And the soul, if she is to know herself
must look into the soul and find
what kind of beast is hiding.

Stanza from Kim Moore’s poem “And the Soul” in The Art of Falling

There is risk in self-examination. There is also risk in avoiding it. In Mormon scripture we find a great example in 2 Nephi 4. The process can be painful (and lead to things turning out lousy anyway). Elsewhere, I’ve always liked one facet of Mormonism’s take on the Garden of Eden. There is something inside us which must be grappled with if we are ever to progress—something potentially dangerous.

My experience teaches me humans are—despite any godly potential—a predatory species. We subdue other lives out of self-interest. We colonize, and when this begins to seem evil, we seek to colonize the colonizers. To build off Alma 32, we harvest and consume all manner of fruit—delicious, sour, ripe, spoiled. What is good fruit? Is it just whatever fruit we’re in the mood for?

We are hungry beasts. It isn’t all we are, but it is an inherent part of our makeup.

…still I love the train, its sheer unstoppability,
its relentless pressing on, and the way the track
stretches its limb across the estuary…

Stanza from Moore’s poem “Barrow to Sheffield”

I resist this image. Or rather, I agree with the metaphor but resist using the word love. I resent the relentlessness of the train. In the last year, more than ever before, I have felt life’s train pressing on, locked into the track which charts my path through mortality. I resent barreling toward a destination I do not want and for which I will never be ready.

Of course, like others I know, I have felt the comfort of hearing a train pass by in the night. I have taken heart in the sense of connection that sensory event provides—connection to other people and to a world of resources and opportunities. Perhaps this is what enables the poet to love the train’s “relentless pressing on”.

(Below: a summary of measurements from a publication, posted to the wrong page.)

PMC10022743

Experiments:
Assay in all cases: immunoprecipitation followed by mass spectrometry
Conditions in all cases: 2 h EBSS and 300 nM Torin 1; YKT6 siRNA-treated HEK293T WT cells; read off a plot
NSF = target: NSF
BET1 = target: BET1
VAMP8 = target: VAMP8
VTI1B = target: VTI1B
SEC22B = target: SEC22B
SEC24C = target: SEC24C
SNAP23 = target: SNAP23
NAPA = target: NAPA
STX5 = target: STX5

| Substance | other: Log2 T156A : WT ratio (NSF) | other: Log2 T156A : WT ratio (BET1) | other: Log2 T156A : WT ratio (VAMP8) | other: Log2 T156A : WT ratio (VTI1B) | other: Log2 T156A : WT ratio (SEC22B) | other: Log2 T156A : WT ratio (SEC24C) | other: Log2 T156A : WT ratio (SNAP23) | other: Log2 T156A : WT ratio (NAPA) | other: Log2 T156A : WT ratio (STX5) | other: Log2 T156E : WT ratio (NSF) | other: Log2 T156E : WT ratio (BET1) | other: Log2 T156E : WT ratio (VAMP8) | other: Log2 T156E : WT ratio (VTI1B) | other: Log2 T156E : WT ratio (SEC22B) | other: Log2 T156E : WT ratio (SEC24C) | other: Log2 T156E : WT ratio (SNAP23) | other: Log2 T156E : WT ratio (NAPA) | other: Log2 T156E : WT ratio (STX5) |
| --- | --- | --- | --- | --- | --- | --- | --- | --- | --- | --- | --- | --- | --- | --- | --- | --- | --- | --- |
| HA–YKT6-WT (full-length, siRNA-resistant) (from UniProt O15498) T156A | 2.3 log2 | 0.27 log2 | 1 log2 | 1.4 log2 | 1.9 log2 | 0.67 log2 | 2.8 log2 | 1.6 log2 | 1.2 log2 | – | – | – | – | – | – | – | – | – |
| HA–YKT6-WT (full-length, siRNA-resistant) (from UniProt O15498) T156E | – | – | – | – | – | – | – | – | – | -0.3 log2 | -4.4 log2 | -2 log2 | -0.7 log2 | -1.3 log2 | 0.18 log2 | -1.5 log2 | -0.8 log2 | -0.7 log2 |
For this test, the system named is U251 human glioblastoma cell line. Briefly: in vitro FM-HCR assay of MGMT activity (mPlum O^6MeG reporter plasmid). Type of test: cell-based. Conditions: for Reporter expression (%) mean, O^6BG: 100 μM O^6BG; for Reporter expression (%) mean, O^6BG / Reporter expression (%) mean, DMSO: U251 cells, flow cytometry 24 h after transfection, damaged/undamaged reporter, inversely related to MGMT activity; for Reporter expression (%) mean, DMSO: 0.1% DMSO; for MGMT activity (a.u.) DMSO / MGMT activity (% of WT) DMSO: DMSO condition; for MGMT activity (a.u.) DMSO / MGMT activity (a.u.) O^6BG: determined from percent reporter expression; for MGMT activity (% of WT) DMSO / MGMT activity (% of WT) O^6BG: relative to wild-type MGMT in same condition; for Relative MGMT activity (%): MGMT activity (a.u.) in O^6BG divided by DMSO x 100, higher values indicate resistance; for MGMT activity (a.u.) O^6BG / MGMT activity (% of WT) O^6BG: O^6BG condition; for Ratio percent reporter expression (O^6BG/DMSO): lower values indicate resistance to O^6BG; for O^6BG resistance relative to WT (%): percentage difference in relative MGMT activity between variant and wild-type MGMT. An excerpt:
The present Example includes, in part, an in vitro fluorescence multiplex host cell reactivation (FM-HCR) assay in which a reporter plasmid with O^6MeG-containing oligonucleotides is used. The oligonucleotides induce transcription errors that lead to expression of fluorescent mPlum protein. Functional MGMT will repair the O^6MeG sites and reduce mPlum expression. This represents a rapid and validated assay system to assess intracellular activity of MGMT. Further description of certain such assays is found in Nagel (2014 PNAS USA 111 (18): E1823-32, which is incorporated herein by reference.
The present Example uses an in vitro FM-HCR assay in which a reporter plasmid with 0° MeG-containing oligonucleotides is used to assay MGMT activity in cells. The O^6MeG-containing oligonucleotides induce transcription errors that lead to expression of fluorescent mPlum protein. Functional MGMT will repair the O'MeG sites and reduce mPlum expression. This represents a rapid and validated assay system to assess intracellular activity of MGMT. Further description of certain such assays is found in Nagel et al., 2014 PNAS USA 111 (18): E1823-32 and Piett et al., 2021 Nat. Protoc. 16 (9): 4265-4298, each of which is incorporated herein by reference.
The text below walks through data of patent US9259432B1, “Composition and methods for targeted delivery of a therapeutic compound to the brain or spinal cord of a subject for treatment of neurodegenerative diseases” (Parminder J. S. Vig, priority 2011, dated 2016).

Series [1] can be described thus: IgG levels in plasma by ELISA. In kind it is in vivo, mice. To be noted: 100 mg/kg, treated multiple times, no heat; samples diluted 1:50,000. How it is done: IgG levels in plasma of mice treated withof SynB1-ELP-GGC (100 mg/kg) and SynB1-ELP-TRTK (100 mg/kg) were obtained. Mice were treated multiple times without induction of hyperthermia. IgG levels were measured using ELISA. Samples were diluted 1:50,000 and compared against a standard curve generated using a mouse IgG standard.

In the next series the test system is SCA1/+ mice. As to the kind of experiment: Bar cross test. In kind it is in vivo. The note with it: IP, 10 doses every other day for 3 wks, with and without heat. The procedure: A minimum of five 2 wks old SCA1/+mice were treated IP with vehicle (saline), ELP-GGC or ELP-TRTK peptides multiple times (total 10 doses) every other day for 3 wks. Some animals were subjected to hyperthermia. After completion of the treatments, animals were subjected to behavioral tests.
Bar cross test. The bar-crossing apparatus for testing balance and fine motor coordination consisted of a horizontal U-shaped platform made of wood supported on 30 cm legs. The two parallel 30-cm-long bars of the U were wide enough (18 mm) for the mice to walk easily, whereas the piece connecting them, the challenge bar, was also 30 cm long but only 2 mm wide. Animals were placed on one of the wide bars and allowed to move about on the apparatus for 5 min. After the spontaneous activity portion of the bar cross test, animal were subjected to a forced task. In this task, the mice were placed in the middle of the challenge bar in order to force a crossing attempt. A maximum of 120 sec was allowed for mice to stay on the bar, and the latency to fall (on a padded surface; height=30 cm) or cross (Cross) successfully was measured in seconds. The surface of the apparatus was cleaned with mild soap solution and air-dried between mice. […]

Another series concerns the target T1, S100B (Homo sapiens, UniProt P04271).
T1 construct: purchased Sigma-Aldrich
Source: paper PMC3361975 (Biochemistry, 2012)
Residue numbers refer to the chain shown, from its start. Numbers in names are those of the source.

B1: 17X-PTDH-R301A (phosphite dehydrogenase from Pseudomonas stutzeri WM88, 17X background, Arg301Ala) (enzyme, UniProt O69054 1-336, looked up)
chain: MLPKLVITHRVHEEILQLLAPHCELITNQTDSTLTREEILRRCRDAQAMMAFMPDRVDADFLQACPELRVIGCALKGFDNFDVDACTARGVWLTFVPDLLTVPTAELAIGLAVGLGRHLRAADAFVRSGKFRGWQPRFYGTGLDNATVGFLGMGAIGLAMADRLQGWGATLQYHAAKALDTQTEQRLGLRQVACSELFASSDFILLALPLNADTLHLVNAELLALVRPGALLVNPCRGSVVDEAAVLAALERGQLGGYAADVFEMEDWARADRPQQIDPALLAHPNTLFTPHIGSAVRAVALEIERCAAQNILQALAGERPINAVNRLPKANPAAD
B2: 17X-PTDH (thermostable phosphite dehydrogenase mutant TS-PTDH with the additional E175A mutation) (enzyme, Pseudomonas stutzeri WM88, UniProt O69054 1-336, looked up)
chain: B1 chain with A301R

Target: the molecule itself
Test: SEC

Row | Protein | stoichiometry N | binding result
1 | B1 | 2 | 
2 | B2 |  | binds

And in that year I waited for the horses
but they only shifted their feet in the darkness.

And in that year I imagined a vain thing;
I believed that the world would come for me.

And in that year I gave up on all things
I was promised and left myself to sadness.

Stanza from the poem “In That Year”

The above excerpt conveys the essence of my 2022. I’ll spare you the details. Let’s just say my 2022 has been god-awful. Hardly makes me unique.

Of late, some good things have happened. I’m grateful I recently followed a link provided by the Poetry Foundation. This led to me reading an essay by the poet Kim Moore: Expanding the Political. Honestly, I’ve already forgotten most of what the essay said, but I remember its effect. I enjoyed and valued reading it. Afterward, I bought a copy of Dr. Moore’s The Art of Falling. Giving her book my full attention was time well spent.

Let me tell you about a man called Graham Short
who can engrave the Lord’s Prayer on the head
of a pin…
…who waits
to make a single stroke between heartbeats,
who works so slowly, so quietly, that when
the mice come, their footsteps cause a tremor
that can obliterate several words. …

Stanza from the poem “The Master Engraver”

I used to help sell scientific equipment. This included sample preparation equipment for SEMs. SEM stands for Scanning Electron Microscope. Instead of using visible light waves, these microscopes shoot a beam of electrons at a sample and analyze the way they rebound to create highly detailed images of very small things. When scientists in early 2020 witnessed COVID-19 developing at the cellular level, they did so using SEMs.

SEMs have even more powerful cousins: TEMs (Transmission Electron Microscopes). SEMs and TEMs can image incredibly tiny materials. These instruments are so sensitive, so carefully calibrated, they tend to be operated in basements while resting on advanced anti-vibration stands.

Human souls are sensitive in a similar way, but life jostles us so often we grow desensitized. Often, we fail to respect the wear and tear, the damage being done. Of course, there is something to be said for being overly sensitive. I’m often guilty of that, and the overthinking which follows.

The train of life rumbles on, achieving commerce and community. We travelers, with our inner beasts, tremble in our seats. Sometimes precious fruits of our labor, like engravings or SEM images, get ruined by the shaking.

Questions for Discussion

Reread one of the above poetry excerpts. What thoughts does it generate in you?

These days, what literature provides you a worthwhile avenue for self-reflection? Why?